Under study. Current evidence is conflicting as to this procedure and at this time no more than one therapeutic intra-articular block is suggested. If successful (pain relief of at least 50% for a duration of at least 6 weeks), the recommendation is to proceed to a medial branch diagnostic block and subsequent neurotomy (if the medial branch block is positive). If a therapeutic facet joint block is undertaken, it is suggested that it be used in consort with other evidence based conservative care (activity, exercise, etc.) to facilitate functional improvement. (Dreyfuss, 2003) (Colorado, 2001) (Manchikanti , 2003) (Boswell, 2005) See Segmental rigidity (diagnosis). In spite of the overwhelming lack of evidence for the long-term effectiveness of intra-articular steroid facet joint injections, this remains a popular treatment modality. Intra-articular facet joint injections have been popularly utilized as a therapeutic procedure, but are not currently recommended as a treatment modality in most evidence-based reviews as their benefit remains controversial. The therapeutic facet joint injections described here are injections of a steroid (combined with an anesthetic agent) into the facet joint under fluoroscopic guidance to provide temporary pain relief. (Dreyfuss, 2003) (Nelemans-Cochrane, 2000) (Carette, 1991) (Nelemans, 2001) (Slipman, 2003) (van Tulder, 2006) (Colorado, 2001) (ICSI, 2004) (Bogduk, 2005) (Resnick, 2005) (Airaksinen, 2006)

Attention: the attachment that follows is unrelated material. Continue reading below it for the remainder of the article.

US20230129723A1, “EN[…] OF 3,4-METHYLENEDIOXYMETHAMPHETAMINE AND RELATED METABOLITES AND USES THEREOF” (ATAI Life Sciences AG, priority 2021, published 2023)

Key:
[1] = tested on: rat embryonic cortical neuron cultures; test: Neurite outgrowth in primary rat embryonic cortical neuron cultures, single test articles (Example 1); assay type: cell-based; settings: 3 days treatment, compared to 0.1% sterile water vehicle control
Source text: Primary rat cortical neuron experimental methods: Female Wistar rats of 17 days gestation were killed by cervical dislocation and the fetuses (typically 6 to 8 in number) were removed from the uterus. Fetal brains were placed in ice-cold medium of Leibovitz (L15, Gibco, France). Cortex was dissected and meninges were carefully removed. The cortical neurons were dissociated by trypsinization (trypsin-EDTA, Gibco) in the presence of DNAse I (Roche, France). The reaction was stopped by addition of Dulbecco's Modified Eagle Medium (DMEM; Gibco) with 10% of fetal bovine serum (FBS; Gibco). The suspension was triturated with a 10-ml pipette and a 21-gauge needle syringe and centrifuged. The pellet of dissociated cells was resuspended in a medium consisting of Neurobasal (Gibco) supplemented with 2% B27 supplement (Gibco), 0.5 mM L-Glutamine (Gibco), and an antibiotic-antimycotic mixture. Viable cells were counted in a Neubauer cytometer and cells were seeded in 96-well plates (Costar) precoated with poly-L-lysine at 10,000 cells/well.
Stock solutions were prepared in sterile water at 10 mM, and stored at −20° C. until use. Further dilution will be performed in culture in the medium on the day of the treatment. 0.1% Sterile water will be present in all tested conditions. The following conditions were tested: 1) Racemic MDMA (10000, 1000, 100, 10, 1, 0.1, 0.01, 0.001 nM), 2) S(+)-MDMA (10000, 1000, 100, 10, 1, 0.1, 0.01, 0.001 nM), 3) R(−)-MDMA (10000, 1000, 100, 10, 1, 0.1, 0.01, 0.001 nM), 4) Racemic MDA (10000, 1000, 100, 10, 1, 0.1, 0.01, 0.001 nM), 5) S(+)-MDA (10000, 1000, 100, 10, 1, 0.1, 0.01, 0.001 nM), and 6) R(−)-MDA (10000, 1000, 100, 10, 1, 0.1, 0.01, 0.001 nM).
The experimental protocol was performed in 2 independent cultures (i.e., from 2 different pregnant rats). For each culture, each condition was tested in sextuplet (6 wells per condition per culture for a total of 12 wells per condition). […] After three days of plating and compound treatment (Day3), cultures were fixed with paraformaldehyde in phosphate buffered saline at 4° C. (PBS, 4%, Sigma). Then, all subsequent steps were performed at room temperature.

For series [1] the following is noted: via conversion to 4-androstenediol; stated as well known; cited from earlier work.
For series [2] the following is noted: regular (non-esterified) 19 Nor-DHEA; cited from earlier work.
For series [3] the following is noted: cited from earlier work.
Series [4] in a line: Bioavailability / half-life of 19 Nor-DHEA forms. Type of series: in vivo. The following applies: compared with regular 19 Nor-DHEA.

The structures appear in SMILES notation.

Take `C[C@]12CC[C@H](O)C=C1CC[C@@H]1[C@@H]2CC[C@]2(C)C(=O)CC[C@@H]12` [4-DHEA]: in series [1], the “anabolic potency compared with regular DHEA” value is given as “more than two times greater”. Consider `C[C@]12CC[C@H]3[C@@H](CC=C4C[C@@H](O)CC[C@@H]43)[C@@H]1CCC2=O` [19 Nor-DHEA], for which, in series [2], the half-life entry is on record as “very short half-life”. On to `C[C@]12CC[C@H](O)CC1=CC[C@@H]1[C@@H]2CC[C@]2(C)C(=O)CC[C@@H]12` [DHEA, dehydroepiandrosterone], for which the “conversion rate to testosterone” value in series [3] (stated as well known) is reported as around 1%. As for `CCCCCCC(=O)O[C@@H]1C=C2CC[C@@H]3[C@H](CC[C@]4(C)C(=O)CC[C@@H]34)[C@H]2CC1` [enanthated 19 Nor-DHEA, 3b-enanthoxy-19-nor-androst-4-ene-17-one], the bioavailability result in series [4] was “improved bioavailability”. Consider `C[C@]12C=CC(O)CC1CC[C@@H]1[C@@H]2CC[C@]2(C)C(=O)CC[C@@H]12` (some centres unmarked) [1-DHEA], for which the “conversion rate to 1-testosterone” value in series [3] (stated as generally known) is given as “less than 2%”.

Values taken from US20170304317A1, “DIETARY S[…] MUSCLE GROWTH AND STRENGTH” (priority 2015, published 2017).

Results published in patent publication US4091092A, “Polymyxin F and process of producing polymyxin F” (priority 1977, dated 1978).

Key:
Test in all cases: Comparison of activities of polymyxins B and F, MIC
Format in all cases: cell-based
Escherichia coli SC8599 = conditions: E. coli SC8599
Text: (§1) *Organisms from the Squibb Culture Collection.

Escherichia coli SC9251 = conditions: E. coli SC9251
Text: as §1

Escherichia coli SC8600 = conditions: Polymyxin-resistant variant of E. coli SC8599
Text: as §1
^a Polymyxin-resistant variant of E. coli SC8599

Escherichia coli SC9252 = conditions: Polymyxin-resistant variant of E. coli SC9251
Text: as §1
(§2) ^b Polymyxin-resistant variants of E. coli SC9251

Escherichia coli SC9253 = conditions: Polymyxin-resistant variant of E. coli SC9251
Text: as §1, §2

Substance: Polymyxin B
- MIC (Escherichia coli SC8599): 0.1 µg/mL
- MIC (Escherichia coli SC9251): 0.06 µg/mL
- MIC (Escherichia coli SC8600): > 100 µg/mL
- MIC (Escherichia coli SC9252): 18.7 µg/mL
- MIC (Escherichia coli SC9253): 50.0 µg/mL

Dr. D testified on behalf of Claimant. He agreed that the ODG does not provide for more than one set of facet joint injections, but testified that if another set of facet injections was the only thing that Carrier would approve, it would be better for Claimant than simply continued use of narcotic medication for pain relief.
With regard to facet rhizotomy, the ODG provides:
Facet joint radiofrequency neurotomy
Under study. Conflicting evidence is available as to the efficacy of this procedure and approval of treatment should be made on a case-by-case basis (only 3 RCTs with one suggesting pain benefit without functional gains, potential benefit if used to reduce narcotics). Studies have not demonstrated improved function. Also called Facet rhizotomy, Radiofrequency medial branch neurotomy, or Radiofrequency ablation (RFA), this is a type of injection procedure in which a heat lesion is created on specific nerves to interrupt pain signals to the brain, with a medial branch neurotomy affecting the nerves carrying pain from the facet joints.
Current research: Multiple placebo-controlled trials have been completed on this topic, but these studies all had potential clinical methodologic flaws including the use of non-controlled diagnostic blocks and potential discrepancies in technique of lesioning from that which is currently recommended. (Hooten, 2005) (van Kleef, 1999) (Boswell, 2005) (Leclaire, 2001) (Van Kleef, 1999) (Gallagher, 1994) (van Wijk, 2005) A recent small RCT found that the percutaneous radiofrequency neurotomy treatment group showed statistically significant improvement not only in back and leg pain but also back and hip movement as well as the sacro-iliac joint test. There was significant improvement in quality of life variables, global perception of improvement, and generalized pain. But RF neurotomy was not a total treatment, and it provided relief for only one component of the patients' pain. (Nath, 2008) Observational Trials: One observational trial found 60% of patients received 90% relief at 12 months and 87% had 60% pain relief. The authors used confirmatory blocks with 80% pain relief. (Dreyfuss, 2000) Clinical audits have reported pain relief in almost 70% of patients at 6 months. (Gofeld, 2007)